Grinding Out The Fat
Capacity, capital, cleverness
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Regardless of the level of cuts to be considered, they all should be viewed through the lens of a three-step process. Each step addresses a different cost area: operational efficiency, asset/labor management, and technology-business efficiency-or capacity, capital, and cleverness.
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Here's an example of how the three-step evaluation might work. Assume a company has invested in a sales-force automation system. The operational evaluation looks at capacity. How many servers are needed? Is the application performing at the necessary level? The IT organization, by itself, can accomplish the evaluation and make improvements.
The next step is to figure how much capital is being invested in the application and its level of efficiency. Business managers in the sales and/or operational groups should examine all areas of spending for sales-force automation and apply it to the way the technology is used. Considerations include: How much is being spent to maintain the application, and are sales groups using the tool? In this step, companies discover whether their capital investments in sales-force automation are properly aligned with the business goals and actually support those goals.
This takes companies to the third step: determining the technology-business efficiency of their IT investments. This isn't just a simple ROI calculation, but rather a focus on how well the technology is used to achieve business goals. This analysis is driven by business groups with support from technologists. In the case of sales-force automation, the company may find that the installed package taps into a subset of actual capabilities. It may also find that it hasn't realized the benefits initially expected from the application.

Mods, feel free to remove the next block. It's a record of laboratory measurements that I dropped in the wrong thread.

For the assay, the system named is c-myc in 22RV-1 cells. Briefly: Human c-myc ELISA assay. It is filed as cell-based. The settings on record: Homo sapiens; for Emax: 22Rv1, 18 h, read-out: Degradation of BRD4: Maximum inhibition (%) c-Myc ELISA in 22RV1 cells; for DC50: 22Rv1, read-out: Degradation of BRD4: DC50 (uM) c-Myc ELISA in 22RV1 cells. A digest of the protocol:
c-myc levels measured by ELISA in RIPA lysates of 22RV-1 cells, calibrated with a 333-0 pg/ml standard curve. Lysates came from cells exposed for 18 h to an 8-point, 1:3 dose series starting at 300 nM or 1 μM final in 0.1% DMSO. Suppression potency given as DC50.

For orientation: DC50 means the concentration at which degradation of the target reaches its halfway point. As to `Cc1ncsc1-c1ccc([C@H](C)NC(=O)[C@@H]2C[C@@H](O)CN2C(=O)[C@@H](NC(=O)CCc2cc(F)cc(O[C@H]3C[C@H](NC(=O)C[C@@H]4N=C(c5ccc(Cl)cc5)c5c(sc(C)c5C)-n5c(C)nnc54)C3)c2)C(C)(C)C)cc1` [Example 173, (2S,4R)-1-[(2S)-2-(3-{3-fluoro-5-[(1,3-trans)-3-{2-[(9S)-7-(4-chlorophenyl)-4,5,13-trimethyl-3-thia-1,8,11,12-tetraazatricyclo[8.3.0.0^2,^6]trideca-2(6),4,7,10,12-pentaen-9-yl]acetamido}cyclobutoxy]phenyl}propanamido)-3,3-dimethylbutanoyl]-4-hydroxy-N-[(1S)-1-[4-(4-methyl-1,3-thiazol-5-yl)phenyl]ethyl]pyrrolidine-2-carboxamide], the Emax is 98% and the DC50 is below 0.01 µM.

This phase determines how clever a company has been in using technology. The issue it explores isn't whether a technology is inherently good or bad, but rather whether its useor misusegenerates a positive business return. The same technology implemented in different companies can have vastly different results.
Taken together these three steps are iterative and feed back on each other as part of a continuous process. As companies look to strip away costs and evaluate technology purchases, each step will bring technologists and business leaders closer together. A synergy is created that will help both groups discover what they need to improve their company.
The approaches suggested in this article are part of a new IT spending frugality that's rapidly taking hold in companies that have discovered that spending less will get them more. They're finding that IT's potential can be unlocked through more careful spending and consideration. They've decided to move to a path of appropriate spending and profits.
This path can be taken only by managing IT costs ruthlessly and focusing on business benefits.
Erik Keller is the principal of Wapiti LLC and a research fellow in residence at AMR Research. He is the author of Technology Paradise Lost (Manning Publications, April 2004).
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